America's Most Hated Companies
5. Electronic Arts
Electronic Arts, or EA, has been making highly successful video games for decades. EA has produced dozens of wildly successful franchises, including “The Sims,” “Battlefield,” and “Need for Speed,” and the annually-sold, fervently-purchased sports titles, Madden and FIFA. While it has helped shape the face of gaming, EA has also unfortunately earned a reputation as the industry’s evil empire. There are many examples of EA buying up smaller studios or operations for a specific game and then either stripping the game of its originality or running the studio into the ground.
The company added to its infamy recently during the early release days of the latest installment of another of its big franchises, “Star Wars Battlefront II.” EA released an early access version of the game, and immediately drew widespread ire from gamers, who discovered that unlocking some of the more popular characters required over 40 hours of gameplay or spending hundreds on in-game purchases. The public outcry surrounding the perceived greed led the studio to temporarily suspend in-game purchases.
4. University of Phoenix
The University of Phoenix is perhaps the most well-known for-profit college in the country. In recent years, the school’s parent company, Apollo Education Group — as well as a number of other for-profit colleges — has been the subject of a series of state and federal investigations that allege the company used for their aggressive and deceptive recruiting, advertising, and financial aid practices. After alleging that the University of Phoenix preyed upon veterans with little chance of graduating in order to receive federal aid money, the Department of Defense briefly barred the school from recruiting on military bases.
Negative perceptions of the University of Phoenix may be one factor contributing to the decline in enrollment at the school. In 2012 the university announced it would be closing 115 locations and laying off 800 employees — approximately 5% of its workforce. Between 2010 and 2017, student enrollment fell by 70%. The downsizing is likely doing little to boost employee morale. According to data obtained from Glassdoor, only 32% of University of Phoenix employees would recommend working at the school to a friend.
Despite growing concerns and evidence, it has taken the NFL more than two decades to finally acknowledge the link between head injuries and their long-term effects — and to initiate concussion protocol policy. The NFL’s conduct in this matter has garnered significant criticism from the American public. The growing politicization during games this season gave even more Americans a reason to dislike the organization. President Donald Trump tweeted in September 2017 that the league should fire or suspend players who kneel during the national anthem — a trend that started in 2016 by now unsigned quarterback Colin Kaepernick to raise awareness of racial inequality in the United States. The act of kneeling is itself controversial, garnering support from some who claim it is a protected form of free speech in support of a righteous cause, while others claim it is disrespectful to the flag.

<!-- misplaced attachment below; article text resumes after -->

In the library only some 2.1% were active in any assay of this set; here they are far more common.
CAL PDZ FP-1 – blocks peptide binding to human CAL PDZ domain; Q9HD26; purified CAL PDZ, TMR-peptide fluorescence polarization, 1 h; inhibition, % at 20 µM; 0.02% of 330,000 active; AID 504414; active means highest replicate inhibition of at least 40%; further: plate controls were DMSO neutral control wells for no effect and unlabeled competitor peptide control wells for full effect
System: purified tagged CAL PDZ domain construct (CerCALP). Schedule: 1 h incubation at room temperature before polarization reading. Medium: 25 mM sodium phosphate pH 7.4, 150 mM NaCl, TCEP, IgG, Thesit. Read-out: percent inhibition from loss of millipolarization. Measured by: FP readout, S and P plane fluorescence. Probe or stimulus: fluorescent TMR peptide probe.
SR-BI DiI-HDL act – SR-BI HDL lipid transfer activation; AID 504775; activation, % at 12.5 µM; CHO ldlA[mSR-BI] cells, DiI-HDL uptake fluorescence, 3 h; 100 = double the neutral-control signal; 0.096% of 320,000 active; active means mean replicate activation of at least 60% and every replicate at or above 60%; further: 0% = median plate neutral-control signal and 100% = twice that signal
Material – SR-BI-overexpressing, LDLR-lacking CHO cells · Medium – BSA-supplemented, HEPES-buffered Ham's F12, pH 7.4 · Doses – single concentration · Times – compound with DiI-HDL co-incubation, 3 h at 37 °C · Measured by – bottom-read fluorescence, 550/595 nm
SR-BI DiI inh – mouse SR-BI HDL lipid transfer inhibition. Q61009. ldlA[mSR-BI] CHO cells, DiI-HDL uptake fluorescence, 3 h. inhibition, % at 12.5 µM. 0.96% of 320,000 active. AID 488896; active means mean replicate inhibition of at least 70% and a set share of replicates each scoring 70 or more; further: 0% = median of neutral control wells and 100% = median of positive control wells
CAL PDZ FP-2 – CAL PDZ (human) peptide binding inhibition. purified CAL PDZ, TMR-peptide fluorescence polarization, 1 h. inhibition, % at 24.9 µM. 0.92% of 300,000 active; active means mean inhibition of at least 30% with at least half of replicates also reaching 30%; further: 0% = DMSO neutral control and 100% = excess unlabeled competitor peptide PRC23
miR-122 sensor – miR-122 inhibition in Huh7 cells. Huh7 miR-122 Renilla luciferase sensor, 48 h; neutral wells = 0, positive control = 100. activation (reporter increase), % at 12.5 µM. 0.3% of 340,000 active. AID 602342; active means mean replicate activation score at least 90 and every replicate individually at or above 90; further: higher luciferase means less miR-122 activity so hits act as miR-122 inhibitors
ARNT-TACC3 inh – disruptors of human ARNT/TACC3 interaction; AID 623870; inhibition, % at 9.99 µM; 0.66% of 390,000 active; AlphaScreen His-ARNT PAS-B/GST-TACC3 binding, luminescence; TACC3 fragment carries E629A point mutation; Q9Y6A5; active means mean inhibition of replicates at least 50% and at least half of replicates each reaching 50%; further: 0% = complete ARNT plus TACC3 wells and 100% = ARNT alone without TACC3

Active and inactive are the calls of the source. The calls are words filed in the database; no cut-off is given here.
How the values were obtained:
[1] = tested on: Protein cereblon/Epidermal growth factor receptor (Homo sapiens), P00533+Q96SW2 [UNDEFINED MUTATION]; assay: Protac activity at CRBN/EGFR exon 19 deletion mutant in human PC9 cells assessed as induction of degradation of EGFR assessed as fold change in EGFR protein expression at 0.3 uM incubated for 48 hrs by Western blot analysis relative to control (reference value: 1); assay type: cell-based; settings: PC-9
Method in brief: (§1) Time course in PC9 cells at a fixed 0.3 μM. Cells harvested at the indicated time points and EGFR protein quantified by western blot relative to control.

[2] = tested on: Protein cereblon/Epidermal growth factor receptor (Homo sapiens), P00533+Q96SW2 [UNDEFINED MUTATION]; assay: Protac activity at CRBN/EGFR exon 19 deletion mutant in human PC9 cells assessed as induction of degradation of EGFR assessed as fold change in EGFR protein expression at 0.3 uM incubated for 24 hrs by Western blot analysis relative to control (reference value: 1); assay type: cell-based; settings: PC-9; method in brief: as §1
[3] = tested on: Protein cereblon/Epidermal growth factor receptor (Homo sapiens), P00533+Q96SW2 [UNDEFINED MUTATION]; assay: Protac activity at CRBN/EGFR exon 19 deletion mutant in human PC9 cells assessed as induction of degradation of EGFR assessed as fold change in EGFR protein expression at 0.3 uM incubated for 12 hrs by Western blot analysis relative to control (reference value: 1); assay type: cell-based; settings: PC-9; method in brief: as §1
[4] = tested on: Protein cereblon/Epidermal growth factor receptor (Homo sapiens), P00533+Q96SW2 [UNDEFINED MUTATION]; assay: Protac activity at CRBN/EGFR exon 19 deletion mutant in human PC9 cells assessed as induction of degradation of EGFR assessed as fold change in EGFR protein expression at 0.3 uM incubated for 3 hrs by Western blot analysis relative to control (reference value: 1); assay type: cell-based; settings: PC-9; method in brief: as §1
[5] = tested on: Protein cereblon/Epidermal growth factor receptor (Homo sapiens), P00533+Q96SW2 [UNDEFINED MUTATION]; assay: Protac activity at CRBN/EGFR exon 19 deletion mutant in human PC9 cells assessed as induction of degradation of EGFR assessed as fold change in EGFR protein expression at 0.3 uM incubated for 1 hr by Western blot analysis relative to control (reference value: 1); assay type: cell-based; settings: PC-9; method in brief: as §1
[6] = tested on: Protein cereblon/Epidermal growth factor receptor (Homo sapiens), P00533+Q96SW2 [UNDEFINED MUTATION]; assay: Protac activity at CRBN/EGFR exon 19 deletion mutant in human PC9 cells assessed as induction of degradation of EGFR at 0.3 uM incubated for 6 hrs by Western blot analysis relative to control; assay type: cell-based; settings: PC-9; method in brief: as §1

Though it remains the most popular professional sports league in the United States, the NFL’s viewership dipped considerably in 2017, due in part to boycott movements driven by the kneeling controversy. Nationally televised games in the current season averaged only 15.1 million viewers, down from 16.6 million last season.
2. Fox Entertainment Group
Fox Entertainment Group is the parent company of Fox News Channel, one of the most popular cable channels in the United States — and also one of the most divisive. The network has a blatant right-wing slant, and politically conservative Americans overwhelmingly comprise its viewer base. As a result, the media outlet is either ignored or disdained by a large share of Americans with left-leaning political beliefs.
This past year, Fox may have estranged even more Americans. The company — like many others on this list — was embroiled in scandal in 2017. Revelations that Bill O’Reilly — then anchor of “The O’Reilly Factor,” which was once the most popular news show on cable — had settled multiple sexual harassment allegations to the tune of $13 million led to the show’s cancellation. Similar allegations of sexual misconduct led the late Fox News CEO and founder Roger Ailes to resign in 2016.
Consumer credit reporting agency Equifax became the target of one of the largest data breaches of all time last year. Between mid-May and July 2017, criminal hackers infiltrated the company’s servers and accessed personal data — including driver’s license numbers, Social Security numbers, and birthdays — of more than 145 million Americans, potentially exposing them to the threat of identity theft.
Perhaps even more troubling than the security flaws exposed in the hack itself was the way the company handled it. Despite discovering the breach on July 29th, the company waited a month and half to make a public announcement. The public was further outraged when the company forced consumers to agree not to join a class-action lawsuit in order to see if their information was hacked. Lawmakers have yet to take action to reduce the likelihood of such incidents from happening again.